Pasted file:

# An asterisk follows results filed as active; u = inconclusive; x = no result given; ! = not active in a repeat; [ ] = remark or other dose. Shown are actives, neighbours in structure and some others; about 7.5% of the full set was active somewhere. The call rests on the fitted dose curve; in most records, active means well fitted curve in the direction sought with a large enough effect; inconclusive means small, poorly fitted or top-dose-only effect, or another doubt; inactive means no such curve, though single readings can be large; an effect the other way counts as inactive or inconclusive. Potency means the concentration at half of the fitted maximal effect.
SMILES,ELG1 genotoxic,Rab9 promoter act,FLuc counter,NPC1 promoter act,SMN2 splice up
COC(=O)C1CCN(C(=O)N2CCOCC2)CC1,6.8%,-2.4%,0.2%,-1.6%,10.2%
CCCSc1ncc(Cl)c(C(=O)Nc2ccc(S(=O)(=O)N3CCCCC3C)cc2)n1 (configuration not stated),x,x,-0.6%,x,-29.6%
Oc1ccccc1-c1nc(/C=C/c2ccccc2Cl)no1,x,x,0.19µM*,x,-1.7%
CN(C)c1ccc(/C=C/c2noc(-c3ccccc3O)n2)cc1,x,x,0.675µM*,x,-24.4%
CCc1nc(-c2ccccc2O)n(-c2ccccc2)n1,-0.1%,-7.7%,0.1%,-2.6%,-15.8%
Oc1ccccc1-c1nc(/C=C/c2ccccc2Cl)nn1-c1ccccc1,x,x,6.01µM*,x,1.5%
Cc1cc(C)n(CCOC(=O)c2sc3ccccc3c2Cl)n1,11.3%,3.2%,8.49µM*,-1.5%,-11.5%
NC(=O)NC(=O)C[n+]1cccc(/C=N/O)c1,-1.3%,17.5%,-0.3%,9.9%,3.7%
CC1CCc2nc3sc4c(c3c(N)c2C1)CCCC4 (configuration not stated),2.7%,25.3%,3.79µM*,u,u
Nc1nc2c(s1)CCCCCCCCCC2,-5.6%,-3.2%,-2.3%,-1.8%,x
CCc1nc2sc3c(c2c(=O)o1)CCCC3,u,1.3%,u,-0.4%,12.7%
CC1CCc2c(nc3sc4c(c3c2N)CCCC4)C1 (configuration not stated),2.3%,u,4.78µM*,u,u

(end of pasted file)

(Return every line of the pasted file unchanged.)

# An asterisk follows results filed as active; u = inconclusive; x = no result given; ! = not active in a repeat; [ ] = remark or other dose. Shown are actives, neighbours in structure and some others; about 7.5% of the full set was active somewhere. The call rests on the fitted dose curve; in most records, active means well fitted curve in the direction sought with a large enough effect; inconclusive means small, poorly fitted or top-dose-only effect, or another doubt; inactive means no such curve, though single readings can be large; an effect the other way counts as inactive or inconclusive. Potency means the concentration at half of the fitted maximal effect.
SMILES,ELG1 genotoxic,Rab9 promoter act,FLuc counter,NPC1 promoter act,SMN2 splice up
COC(=O)C1CCN(C(=O)N2CCOCC2)CC1,6.8%,-2.4%,0.2%,-1.6%,10.2%
CCCSc1ncc(Cl)c(C(=O)Nc2ccc(S(=O)(=O)N3CCCCC3C)cc2)n1 (configuration not stated),x,x,-0.6%,x,-29.6%
Oc1ccccc1-c1nc(/C=C/c2ccccc2Cl)no1,x,x,0.19µM*,x,-1.7%
CN(C)c1ccc(/C=C/c2noc(-c3ccccc3O)n2)cc1,x,x,0.675µM*,x,-24.4%
CCc1nc(-c2ccccc2O)n(-c2ccccc2)n1,-0.1%,-7.7%,0.1%,-2.6%,-15.8%
Oc1ccccc1-c1nc(/C=C/c2ccccc2Cl)nn1-c1ccccc1,x,x,6.01µM*,x,1.5%
Cc1cc(C)n(CCOC(=O)c2sc3ccccc3c2Cl)n1,11.3%,3.2%,8.49µM*,-1.5%,-11.5%
NC(=O)NC(=O)C[n+]1cccc(/C=N/O)c1,-1.3%,17.5%,-0.3%,9.9%,3.7%
CC1CCc2nc3sc4c(c3c(N)c2C1)CCCC4 (configuration not stated),2.7%,25.3%,3.79µM*,u,u
Nc1nc2c(s1)CCCCCCCCCC2,-5.6%,-3.2%,-2.3%,-1.8%,x
CCc1nc2sc3c(c2c(=O)o1)CCCC3,u,1.3%,u,-0.4%,12.7%
CC1CCc2c(nc3sc4c(c3c2N)CCCC4)C1 (configuration not stated),2.3%,u,4.78µM*,u,u